Question: [Wednesday, 6th Kisleiv, 5782]
Many families have a tradition that a child should not look in the mirror prior to him growing teeth, and that you should not step over a child lest he not grow, and if you do step over him that you should step over him the other way. Is there any source for these traditions and am I obligated to follow them or are they forbidden to be followed?
These traditional superstitions do not have any known source in classic Jewish literature, and therefore are not obligatory to be followed. Nonetheless, being that these customs have traditionally been followed amongst God-fearing families throughout many generations, they therefore do not transgress any prohibition, and may be adapted if one wishes. While one without a family tradition in this matter is not obligated to follow these customs, he may do so if he wishes.
Those who have a family tradition to beware of these matters, should respect their family tradition. If a husband does not have the tradition while the wife does, or vice versa, then it is proper for the spouse without the tradition to follow them anyways for the sake of peace.
Explanation: Adapting superstitious practices that are not sourced in classic Jewish sources enters the question of the prohibition of Lo Sinacheish and Darkei Emori, and practically one needs to research whether they were traditionally practiced amongst God-fearing Jewish homes, in which case one does not have to worry of them containing any prohibition. Nonetheless, even if verified that the superstition has traditionally been followed by some Jewish families, it does not obligate everyone to adapt to these superstitions, and so can be argued that it is better to ignore it and not create unnecessary Ayin Haras. Now, regarding the specific superstition of not having a child look at the mirror and walking over a child, we find that it was traditionally practiced amongst God-fearing homes in Europe, and therefore there is no prohibition involved in following it. However, those who did not receive such a tradition may ignore it if they choose. Now, regarding if one who received such a tradition from his family if he may stop following it, this enters the question of breaking a family custom, although in my opinion it seems that one can choose to ignore it if it has no source in classic Jewish sources and is not a very widespread adherence that is kept. For extra insurance, he should do Hatars Nedarim.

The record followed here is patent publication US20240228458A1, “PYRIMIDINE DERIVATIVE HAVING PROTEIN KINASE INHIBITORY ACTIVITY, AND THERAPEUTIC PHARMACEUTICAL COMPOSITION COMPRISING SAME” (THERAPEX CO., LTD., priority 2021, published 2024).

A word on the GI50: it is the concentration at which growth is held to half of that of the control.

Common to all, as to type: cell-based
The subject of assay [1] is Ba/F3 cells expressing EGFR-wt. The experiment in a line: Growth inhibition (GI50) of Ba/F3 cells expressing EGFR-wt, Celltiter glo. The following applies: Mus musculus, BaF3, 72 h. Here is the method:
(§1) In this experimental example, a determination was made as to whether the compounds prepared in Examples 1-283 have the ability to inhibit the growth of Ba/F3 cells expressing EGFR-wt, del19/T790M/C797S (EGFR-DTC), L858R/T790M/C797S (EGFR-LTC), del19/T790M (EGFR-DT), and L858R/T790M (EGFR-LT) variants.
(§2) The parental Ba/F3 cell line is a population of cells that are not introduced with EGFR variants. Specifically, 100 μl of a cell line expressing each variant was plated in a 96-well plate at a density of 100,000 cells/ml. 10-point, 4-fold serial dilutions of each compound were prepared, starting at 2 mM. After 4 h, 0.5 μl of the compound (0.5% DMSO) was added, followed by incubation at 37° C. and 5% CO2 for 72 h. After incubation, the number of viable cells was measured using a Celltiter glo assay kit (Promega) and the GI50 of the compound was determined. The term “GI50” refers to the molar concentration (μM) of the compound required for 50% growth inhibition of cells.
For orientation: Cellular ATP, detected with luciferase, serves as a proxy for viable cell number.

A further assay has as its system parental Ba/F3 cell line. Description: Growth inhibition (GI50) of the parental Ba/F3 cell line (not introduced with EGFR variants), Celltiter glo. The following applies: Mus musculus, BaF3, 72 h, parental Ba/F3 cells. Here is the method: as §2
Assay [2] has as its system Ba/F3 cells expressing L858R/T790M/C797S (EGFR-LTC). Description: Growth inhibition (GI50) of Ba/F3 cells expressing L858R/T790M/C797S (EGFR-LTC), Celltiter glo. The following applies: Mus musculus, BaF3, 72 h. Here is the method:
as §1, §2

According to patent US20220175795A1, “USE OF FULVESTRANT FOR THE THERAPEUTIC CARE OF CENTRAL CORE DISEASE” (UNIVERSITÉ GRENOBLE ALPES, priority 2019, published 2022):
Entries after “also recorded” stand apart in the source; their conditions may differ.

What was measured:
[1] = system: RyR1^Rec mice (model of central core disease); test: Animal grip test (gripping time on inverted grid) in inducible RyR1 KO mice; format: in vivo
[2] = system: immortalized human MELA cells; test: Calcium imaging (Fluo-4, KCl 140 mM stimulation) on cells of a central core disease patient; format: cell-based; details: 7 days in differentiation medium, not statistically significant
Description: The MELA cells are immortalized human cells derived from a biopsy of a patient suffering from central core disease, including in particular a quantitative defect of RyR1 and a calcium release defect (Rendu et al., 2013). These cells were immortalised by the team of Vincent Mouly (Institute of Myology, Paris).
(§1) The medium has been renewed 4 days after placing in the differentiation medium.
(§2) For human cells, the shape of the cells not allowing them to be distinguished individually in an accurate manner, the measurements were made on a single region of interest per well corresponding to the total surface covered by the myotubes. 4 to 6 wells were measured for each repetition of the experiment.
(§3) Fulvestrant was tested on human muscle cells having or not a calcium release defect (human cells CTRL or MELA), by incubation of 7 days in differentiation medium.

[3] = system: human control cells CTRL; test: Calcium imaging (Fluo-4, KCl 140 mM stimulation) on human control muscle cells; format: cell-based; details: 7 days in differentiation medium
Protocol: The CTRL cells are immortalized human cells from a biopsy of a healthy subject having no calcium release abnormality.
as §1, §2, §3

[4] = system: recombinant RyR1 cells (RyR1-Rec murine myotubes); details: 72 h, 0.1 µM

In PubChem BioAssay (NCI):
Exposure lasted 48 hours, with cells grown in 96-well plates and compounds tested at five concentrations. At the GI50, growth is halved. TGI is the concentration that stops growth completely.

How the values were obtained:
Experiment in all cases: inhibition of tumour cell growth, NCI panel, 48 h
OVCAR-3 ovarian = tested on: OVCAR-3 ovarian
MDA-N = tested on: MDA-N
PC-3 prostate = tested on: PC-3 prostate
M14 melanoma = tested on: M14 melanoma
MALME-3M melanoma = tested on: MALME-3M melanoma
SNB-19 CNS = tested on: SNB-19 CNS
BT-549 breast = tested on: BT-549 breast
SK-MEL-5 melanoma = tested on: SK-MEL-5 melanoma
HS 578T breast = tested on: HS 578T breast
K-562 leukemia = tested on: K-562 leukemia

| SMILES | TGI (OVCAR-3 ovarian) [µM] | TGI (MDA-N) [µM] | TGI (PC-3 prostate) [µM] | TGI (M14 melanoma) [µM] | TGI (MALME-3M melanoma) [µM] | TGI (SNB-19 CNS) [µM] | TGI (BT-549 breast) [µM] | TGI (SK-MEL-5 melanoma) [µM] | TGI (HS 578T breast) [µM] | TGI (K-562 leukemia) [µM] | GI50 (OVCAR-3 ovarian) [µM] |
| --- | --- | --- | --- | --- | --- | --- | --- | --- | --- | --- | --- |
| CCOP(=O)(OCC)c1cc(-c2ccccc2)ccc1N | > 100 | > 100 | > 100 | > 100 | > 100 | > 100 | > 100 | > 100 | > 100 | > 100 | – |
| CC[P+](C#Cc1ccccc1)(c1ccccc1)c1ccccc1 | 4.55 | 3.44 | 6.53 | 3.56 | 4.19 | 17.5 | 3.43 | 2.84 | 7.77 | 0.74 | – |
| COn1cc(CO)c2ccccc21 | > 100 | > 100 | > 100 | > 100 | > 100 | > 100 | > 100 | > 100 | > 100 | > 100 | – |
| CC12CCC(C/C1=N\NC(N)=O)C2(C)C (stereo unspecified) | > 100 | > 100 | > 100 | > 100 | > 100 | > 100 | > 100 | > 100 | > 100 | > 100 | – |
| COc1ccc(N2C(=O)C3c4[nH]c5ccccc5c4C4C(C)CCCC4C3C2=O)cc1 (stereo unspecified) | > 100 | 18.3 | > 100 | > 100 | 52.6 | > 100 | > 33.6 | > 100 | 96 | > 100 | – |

Sources: See regarding holding baby to mirror: Beir Moshe 8:36; See regarding walking over child: Beir Moshe 8:36; Mishneh Halachos 13:119; Shemiras Haguf Vihanefesh 1 Mavo Chapter 16 p. 91; Imrei Shamaiy Vol. 2 p. 185; Viein Lanu Michshol 2 Chapter 7:3; Shulchan Aruch Hamekutzar 4 139:58 [that so was custom of Yemenite Jewry regarding walking over a child]; Darashta Vechakarta 5 C.M. 8:1; Sheilas Rav 1 21:8 and Sefer Asicha p. 400 in name of Rav Chaim Kanievsky that the custom of women is to be careful and that it is a Minhag Yisrael; Segulos Rabboseinu p. 369; Rav Meir Mazuz stated that the worry is nonsense and one who is not Makpid has nothing to worry about; Response of Rav Eli Landa Shlita: Rav Eli Landau responded to us regarding the above customs, that the adherence of not allowing a child to look at the mirror until a certain age was certainly followed in his home as well as the home of many Jewish families and is a traditional Jewish custom. However, the custom of not walking over a child he said was not as much widespread and he therefore questioned its status as Minhag Yisrael. Whatever the case, he stated that one without a family tradition in this matter has no obligation to adapt to these customs if they don’t want to, and it is simply a question of whether one is allowed to suspect for them, or should suspect for them due to his family tradition. See regarding the general Halachic issues with superstitious beliefs and if they may or should be follwoed: Michaber Y.D. 178-179; Rambam Avoda Zara 11; Sanhedrin 65a; Encyclopedia Talmudit Erech Darkei Haemori Vol. 7; Shiltei Hagiborim Avoda Zara 9a, brought in Pischeiy Teshuvah 179:3; See Yerushalmi Terumos 8:3 that one needs to suspect for that which people worry of danger; Sefer Chassidim 261 that there is danger involved in matters that people believe to be dangerous; Minchas Yitzchak 9:8; See regarding Hataras Nedarim: Michaber Y.D. 214:1-2